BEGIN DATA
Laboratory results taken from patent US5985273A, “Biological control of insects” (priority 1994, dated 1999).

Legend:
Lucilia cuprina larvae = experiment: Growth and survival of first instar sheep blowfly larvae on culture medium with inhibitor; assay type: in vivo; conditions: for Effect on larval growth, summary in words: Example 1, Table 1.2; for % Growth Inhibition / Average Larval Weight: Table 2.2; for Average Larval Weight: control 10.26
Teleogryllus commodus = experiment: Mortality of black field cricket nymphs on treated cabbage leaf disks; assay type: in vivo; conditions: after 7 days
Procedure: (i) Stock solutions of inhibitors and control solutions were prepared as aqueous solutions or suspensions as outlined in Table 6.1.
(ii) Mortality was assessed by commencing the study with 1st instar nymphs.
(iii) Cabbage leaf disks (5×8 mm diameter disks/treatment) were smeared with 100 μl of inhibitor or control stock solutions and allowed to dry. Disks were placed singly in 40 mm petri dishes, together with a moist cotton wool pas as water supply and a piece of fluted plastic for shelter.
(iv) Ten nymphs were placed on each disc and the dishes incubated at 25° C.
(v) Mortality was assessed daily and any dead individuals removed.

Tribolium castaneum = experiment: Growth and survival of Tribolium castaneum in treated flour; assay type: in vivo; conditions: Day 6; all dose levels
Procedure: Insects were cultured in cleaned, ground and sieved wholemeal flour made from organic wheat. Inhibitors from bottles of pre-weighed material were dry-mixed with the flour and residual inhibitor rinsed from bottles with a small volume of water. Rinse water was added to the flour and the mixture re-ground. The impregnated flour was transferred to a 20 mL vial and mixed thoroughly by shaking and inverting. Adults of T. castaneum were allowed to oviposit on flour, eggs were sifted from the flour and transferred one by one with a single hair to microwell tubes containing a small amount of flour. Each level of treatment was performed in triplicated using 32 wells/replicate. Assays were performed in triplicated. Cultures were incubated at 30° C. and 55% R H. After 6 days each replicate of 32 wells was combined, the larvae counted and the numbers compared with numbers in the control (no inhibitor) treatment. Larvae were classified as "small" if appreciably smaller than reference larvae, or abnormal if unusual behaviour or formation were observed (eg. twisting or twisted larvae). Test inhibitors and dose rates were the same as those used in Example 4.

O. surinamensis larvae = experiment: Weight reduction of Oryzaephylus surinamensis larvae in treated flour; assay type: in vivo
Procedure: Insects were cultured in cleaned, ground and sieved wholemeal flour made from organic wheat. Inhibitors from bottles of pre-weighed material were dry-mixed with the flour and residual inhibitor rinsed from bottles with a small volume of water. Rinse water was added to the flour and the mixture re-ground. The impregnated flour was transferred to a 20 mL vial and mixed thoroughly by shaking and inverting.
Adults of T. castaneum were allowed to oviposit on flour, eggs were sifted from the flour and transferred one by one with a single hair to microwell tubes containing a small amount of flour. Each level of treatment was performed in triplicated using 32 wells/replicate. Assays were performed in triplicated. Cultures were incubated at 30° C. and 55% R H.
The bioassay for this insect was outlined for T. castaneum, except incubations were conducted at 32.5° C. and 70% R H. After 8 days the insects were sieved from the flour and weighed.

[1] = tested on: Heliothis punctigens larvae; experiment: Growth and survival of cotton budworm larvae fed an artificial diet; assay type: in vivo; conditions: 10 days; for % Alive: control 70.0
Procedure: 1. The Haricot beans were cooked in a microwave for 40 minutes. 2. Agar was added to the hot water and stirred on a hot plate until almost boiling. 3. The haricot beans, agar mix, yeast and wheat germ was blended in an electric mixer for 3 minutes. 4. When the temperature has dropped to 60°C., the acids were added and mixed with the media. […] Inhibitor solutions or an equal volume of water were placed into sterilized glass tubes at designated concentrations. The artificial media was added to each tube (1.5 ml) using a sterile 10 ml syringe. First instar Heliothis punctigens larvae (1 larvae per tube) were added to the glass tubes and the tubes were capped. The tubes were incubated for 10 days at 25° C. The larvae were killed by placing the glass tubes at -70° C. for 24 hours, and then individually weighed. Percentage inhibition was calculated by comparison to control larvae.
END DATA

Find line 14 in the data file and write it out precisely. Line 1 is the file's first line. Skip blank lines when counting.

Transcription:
Adults of T. castaneum were allowed to oviposit on flour, eggs were sifted from the flour and transferred one by one with a single hair to microwell tubes containing a small amount of flour. Each level of treatment was performed in triplicated using 32 wells/replicate. Assays were performed in triplicated. Cultures were incubated at 30° C. and 55% R H.